Comfy JeansI’ve always liked the fact that for Catholics they identify by how they practice vs what they believe. There is the lapsed Catholic, the submarine Catholics who only surface twice a year (Christmas and Easter), and the Cafeteria crowd who pick and choose. There is the strict line of the Church and how things should be done and then there is the way things are actually lived which are usually kept fairly separate. In particular I think of the South American practices of keeping a home altar which is filled with native traditions as well as pictures of family and saints, Jesus and the Virgin of Guadalupe. Over the centuries they have brought the religion into their homes and their lives and made it their own.

In the spiritual community there is a lot of teaching and learning, of knowing and exploring, but not much is lived in. People talk about having “done that.”  I’ve done Reiki, astrology, runes, crystals, journeying, meditation, yoga, chanting, etc., etc., but I’m still looking. Underlying these statements is the understanding they have taken classes, gotten certified, tried someone else’s method, and even created a way of teaching them. They have learned them as a method to achieve something, to get somewhere, to find a key, to heal or make a change or create something.  Because they were unsatisfied in some way they have moved on to the next thing. Each next thing, new idea, new way seems like the next answer, but becomes another failed gizmo, the next obsolete tech gadget set aside when the newer model comes out.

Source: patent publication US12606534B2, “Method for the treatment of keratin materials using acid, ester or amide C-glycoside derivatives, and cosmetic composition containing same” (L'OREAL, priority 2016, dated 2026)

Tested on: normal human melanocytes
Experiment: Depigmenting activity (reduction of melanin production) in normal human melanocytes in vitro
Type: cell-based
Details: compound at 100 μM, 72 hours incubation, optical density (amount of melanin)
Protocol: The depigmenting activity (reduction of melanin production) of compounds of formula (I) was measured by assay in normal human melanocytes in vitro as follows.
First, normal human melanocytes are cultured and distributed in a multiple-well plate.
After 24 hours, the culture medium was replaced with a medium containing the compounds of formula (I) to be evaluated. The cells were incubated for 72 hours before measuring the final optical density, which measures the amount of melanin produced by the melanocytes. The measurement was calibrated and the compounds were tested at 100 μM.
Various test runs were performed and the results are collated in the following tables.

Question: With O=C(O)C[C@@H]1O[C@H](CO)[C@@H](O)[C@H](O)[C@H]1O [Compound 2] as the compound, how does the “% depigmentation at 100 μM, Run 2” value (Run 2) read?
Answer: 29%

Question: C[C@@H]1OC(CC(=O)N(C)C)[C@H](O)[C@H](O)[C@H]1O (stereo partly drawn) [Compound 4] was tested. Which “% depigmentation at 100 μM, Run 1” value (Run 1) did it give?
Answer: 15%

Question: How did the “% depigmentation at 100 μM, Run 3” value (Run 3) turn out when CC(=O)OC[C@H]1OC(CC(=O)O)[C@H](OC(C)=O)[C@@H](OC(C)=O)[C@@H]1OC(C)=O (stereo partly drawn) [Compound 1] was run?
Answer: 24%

What is missing from all this doing is the lived in quality of things. It’s the difference between acquiring intellectual knowledge, gaining mental mastery of a thing which may include some physical interaction and coming into relationship with it. There is a huge difference between mentally knowing choreography and actually performing it. In the performing we move beyond the idea merging the moment, the physical capabilities of our body, our surroundings, and everything else that we are into a blended whole that produces an expression formed of thought/intention/action/emotion/soul. The dance goes from concept to being lived in. The dancer makes it their own. Spiritual practices are like this as well. The physics of what they can do, what they are intended for, and what they mean are one thing, but once we make them our own, once we engage in a relationship with them, like the perfectly lived in pair of jeans, they become part of us and conformed to our shape, our needs, our being. Instead of doing spiritual things, we should be them and let them be with us. We should make them our own and in so doing we will create a unique expression of self that enriches the world.